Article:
Blue Jays to sign third-round pick Adam Kloffenstein well over slot value

The Blue Jays have taken a very different approach to this year’s draft than we’ve seen from the Mark Shapiro and Ross Atkins regime over their first two rounds at the helm. Rather than going with safe, projectable college seniors, the Cleveland Boys have gone heavy on high school players.

They used their first-round pick on Jordan Groshans then, in the third round, they selected his teammate from Magnolia HS righty pitcher Adam Kloffenstein.

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Here’s what MLB.com has to say about him:

Magnolia (Texas) features the best hitting prospect/pitching prospect duo in high school baseball. Shortstop Jordan Groshans may have hit his way into the first round, while Kloffenstein could go as high as the second. He kicked off the summer showcase circuit last June with a strong two-inning outing as the first pitcher to take the mound at the Perfect Game National, and he hasn’t let up since. Kloffenstein can work in the low 90s with heavy sink on his two-seam fastball and hit 96 mph with his four-seamer. He has advanced feel for a breaking ball, showing the ability to morph his sharp slider into a bigger-breaking curveball or a harder cutter. He also has a deceptive changeup with tumble that lacks consistency but also can be his best pitch at times. At 6-foot-5 and 220 pounds, Kloffenstein has a frame built for durability and also the room to add some more strength. He’s athletic and repeats his delivery well, allowing him to throw strikes. He’s a tough competitor who can get overly animated on the mound, but the only real knock against him is that he may difficult to sign away from Texas Christian.

Baseball America had Kloffenstein as their No. 35 prospect while FanGraphs had him at No. 42. After the first day of the draft, he was right at the top of the “best available” picks heading into day two. There’s been a lot of writing about Kloffenstein and Groshans possibly getting drafted together in the first round as teammates. You have to wonder if the Jays drafted the two of them as a package deal.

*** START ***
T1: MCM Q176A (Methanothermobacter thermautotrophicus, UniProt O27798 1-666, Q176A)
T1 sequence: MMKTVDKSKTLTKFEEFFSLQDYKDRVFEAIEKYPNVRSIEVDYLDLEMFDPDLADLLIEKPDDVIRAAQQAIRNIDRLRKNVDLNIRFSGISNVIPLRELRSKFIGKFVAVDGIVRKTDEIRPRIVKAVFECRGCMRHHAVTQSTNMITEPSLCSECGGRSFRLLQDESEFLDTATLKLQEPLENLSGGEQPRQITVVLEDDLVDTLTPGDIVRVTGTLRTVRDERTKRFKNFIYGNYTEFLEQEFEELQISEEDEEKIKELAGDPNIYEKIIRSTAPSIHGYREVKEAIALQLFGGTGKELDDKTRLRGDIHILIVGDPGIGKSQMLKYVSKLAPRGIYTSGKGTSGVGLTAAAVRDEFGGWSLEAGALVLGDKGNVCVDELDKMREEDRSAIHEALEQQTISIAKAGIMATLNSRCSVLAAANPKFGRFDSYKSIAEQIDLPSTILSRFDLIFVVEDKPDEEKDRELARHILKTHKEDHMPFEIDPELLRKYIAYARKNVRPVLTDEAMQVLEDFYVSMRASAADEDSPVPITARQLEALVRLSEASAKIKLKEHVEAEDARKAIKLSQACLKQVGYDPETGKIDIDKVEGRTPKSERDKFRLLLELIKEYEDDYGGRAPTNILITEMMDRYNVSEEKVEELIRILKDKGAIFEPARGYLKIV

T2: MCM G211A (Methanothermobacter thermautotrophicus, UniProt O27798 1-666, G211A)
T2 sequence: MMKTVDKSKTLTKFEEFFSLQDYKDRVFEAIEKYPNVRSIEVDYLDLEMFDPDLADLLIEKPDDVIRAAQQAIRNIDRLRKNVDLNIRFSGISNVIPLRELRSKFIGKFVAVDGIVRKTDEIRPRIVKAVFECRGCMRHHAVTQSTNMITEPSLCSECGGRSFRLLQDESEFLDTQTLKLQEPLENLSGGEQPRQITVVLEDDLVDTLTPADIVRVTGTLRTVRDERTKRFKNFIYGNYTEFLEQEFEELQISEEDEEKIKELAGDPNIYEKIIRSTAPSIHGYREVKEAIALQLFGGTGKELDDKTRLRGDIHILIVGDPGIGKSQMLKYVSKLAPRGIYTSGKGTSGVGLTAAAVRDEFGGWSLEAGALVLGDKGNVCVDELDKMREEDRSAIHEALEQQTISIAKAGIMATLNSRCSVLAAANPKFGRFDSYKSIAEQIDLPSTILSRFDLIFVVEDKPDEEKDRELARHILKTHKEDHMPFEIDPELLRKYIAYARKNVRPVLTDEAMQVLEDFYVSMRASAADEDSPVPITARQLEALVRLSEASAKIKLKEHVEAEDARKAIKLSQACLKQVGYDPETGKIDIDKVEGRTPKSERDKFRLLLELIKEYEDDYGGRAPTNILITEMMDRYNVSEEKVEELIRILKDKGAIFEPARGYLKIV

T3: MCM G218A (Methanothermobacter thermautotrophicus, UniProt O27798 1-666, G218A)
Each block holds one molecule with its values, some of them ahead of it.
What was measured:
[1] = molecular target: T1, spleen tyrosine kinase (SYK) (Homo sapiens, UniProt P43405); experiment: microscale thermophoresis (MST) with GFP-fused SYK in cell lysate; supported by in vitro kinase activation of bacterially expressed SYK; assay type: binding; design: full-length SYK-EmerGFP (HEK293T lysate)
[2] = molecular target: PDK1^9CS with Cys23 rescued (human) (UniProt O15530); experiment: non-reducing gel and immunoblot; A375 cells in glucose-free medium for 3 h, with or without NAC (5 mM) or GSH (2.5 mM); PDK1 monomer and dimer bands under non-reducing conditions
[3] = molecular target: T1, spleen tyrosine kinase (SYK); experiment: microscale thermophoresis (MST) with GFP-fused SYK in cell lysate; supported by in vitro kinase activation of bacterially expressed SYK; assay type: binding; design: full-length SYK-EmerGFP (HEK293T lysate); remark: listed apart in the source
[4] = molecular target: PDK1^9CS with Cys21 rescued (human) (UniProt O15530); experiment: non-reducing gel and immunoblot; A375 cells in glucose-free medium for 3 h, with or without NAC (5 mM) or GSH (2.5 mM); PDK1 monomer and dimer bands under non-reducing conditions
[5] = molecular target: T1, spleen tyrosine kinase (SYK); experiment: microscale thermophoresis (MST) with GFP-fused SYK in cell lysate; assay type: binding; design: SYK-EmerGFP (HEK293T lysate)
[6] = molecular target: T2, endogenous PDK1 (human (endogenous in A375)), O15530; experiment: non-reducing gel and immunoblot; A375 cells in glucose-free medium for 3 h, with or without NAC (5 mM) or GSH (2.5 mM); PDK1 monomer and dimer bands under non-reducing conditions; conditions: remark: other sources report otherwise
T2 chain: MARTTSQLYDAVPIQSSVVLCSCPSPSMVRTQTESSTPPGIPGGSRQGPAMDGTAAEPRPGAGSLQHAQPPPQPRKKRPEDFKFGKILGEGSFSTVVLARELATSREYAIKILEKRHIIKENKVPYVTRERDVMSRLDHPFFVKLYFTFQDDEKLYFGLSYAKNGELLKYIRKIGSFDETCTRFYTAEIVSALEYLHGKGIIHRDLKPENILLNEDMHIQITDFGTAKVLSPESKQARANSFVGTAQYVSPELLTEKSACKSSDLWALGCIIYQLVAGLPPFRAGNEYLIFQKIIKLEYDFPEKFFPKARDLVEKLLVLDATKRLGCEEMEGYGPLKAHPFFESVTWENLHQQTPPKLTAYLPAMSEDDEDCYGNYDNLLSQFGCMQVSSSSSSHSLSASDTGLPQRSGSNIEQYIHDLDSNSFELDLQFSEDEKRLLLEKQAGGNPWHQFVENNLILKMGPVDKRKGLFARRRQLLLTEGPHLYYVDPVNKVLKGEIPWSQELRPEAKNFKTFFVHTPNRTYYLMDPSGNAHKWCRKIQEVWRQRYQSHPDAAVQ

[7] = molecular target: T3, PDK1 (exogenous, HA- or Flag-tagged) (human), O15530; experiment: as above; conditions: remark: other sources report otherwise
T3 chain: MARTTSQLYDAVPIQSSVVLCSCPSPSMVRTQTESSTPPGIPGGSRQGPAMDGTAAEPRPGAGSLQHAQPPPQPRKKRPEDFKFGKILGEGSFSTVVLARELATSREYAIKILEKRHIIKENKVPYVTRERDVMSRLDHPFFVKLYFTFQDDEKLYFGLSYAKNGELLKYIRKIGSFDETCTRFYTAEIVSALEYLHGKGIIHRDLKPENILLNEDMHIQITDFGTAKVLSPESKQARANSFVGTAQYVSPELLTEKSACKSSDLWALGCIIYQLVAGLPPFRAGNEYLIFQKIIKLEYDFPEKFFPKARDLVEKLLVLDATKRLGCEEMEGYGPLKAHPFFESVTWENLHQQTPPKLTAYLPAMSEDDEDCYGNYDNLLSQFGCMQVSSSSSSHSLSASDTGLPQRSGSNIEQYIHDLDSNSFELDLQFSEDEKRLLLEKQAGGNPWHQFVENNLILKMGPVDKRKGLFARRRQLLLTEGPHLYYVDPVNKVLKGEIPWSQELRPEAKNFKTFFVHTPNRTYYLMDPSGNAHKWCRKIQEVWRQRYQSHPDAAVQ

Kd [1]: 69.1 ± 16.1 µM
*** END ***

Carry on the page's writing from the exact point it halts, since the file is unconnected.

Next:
Anyways, Kloffenstein appears ready to sign.

Per The Star-Telegram…

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Top TCU recruit Adam Kloffenstein, a right-handed pitcher from Magnolia High School, was selected by the Toronto Blue Jays with the No. 88 overall pick in the third round of the major league draft Tuesday afternoon.

Two sources confirmed the Blue Jays are offering Kloffenstein a first-round level signing bonus of about $2.5 million, and he will forgo his commitment to TCU.

The slotted amount for the No. 88 spot is just over $650,000. The Blue Jays are offering almost $2 million more than that.

Like I said, it seems likely the Jays had some kind of package deal worked out between these two teammates. Groshans was selected higher than projected and he’ll likely sign for under slot, while Kloffenstein was selected lower than projected and he’ll sign for over slot.

  • The Humungus

    I thought the same thing when I saw this draft pick. Maybe they gave them both the same $$$ in the deal. The combined slot value for them is $4,852,900, so half each would be $2,426,450 (which I’d call $2.5M if I was a writer trying to get the news out fast).

    • The Humungus

      To add:

      Groshans was ranked 31, which has a slot value of $2.2M, Kloffenstein was 43, which carries a slot of $1.9M

      If they had gone there, even with a split, that’s a nearly half million each they lose. If this is the case, it’s brilliant. Especially because Kloffenstein is a goddamned beast who won’t even be 18 until August.

  • The Humungus

    Secondarily, doesn’t it make sense that the Jays are taking more high school players early now? The upper levels of the minors are starting to be populated with guys they’ve taken in the past few years, and they’ve done an outstanding job of raising the floor of the entire farm system, so it makes perfect sense that once the floor is raised, it’s time to start pushing up the ceiling as well.

    They’re never going to go balls deep on “raw, high upside athletes”, as is evidenced by some of their picks today (and even the Conine pick yesterday), but there is definitely a slight alteration to their philosophy now that the system is in good shape with less-risky college guys (like Biggio and Clemens) and some good developments from some of AA’s last couple drafts and his high-upside prep arms.

    I’m pretty stoked on it, because it really gives me hope that the plan is to just be a continuous talent factory rather than hoping for “winning cycles” based on “golden generations” coming out of the farm system together.

    • DAKINS

      That’s my thoughts on this as well. I’m thinking they want to create a more constant flow of talent through the system, rather then waiting for a time to push all the chips in. We all saw the downside of that at the major league level last season and now, this one as well.